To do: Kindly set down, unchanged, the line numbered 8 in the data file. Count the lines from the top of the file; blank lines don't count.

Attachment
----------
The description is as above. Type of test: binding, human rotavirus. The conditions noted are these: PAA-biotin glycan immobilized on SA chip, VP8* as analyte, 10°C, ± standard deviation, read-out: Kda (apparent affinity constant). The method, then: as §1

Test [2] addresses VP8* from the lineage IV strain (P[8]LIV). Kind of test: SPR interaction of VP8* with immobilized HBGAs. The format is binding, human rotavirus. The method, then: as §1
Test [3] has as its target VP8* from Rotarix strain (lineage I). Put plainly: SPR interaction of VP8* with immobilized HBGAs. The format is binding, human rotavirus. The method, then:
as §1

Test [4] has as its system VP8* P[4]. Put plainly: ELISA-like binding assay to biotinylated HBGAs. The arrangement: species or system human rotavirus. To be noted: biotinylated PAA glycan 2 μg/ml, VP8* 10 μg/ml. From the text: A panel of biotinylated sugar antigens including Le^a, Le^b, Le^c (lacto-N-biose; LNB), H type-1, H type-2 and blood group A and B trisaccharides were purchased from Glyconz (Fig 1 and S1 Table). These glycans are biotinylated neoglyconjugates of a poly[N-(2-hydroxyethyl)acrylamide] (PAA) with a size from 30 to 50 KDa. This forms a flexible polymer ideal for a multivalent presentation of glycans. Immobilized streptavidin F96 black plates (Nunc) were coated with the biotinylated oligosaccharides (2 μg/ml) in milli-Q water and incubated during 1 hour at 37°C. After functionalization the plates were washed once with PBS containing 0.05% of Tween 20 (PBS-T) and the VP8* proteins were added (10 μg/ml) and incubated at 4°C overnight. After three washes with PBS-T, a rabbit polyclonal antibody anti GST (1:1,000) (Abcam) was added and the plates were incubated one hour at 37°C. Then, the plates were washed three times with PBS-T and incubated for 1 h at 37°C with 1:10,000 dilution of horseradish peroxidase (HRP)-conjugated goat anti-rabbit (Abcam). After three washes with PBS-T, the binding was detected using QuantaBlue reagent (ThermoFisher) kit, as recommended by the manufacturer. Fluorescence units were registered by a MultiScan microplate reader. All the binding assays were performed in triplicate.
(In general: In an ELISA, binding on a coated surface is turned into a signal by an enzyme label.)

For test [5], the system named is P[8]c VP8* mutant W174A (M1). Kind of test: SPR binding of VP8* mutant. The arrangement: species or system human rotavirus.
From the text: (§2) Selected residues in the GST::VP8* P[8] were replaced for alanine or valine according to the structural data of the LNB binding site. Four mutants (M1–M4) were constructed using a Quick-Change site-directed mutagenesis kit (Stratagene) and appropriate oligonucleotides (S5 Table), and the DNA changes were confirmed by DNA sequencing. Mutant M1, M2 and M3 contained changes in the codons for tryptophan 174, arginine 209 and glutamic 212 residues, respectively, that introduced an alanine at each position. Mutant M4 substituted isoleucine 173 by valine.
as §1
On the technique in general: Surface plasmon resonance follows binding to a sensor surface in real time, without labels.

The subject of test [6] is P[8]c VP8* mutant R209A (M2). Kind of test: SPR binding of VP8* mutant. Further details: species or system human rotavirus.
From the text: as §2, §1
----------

From the text: (§2) Selected residues in the GST::VP8* P[8] were replaced for alanine or valine according to the structural data of the LNB binding site. Four mutants (M1–M4) were constructed using a Quick-Change site-directed mutagenesis kit (Stratagene) and appropriate oligonucleotides (S5 Table), and the DNA changes were confirmed by DNA sequencing. Mutant M1, M2 and M3 contained changes in the codons for tryptophan 174, arginine 209 and glutamic 212 residues, respectively, that introduced an alanine at each position. Mutant M4 substituted isoleucine 173 by valine.